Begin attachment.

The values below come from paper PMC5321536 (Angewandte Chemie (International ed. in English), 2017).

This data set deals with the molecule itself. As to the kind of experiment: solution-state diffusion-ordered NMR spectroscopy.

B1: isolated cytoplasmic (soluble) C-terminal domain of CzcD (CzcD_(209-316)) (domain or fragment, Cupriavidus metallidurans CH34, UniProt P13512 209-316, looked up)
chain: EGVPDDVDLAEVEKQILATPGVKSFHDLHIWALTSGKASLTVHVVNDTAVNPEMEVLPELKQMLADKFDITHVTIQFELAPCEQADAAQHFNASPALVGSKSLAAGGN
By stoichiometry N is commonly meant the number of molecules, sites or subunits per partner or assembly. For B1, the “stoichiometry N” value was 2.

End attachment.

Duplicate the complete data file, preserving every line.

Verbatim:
The values below come from paper PMC5321536 (Angewandte Chemie (International ed. in English), 2017).

This data set deals with the molecule itself. As to the kind of experiment: solution-state diffusion-ordered NMR spectroscopy.

B1: isolated cytoplasmic (soluble) C-terminal domain of CzcD (CzcD_(209-316)) (domain or fragment, Cupriavidus metallidurans CH34, UniProt P13512 209-316, looked up)
chain: EGVPDDVDLAEVEKQILATPGVKSFHDLHIWALTSGKASLTVHVVNDTAVNPEMEVLPELKQMLADKFDITHVTIQFELAPCEQADAAQHFNASPALVGSKSLAAGGN
By stoichiometry N is commonly meant the number of molecules, sites or subunits per partner or assembly. For B1, the “stoichiometry N” value was 2.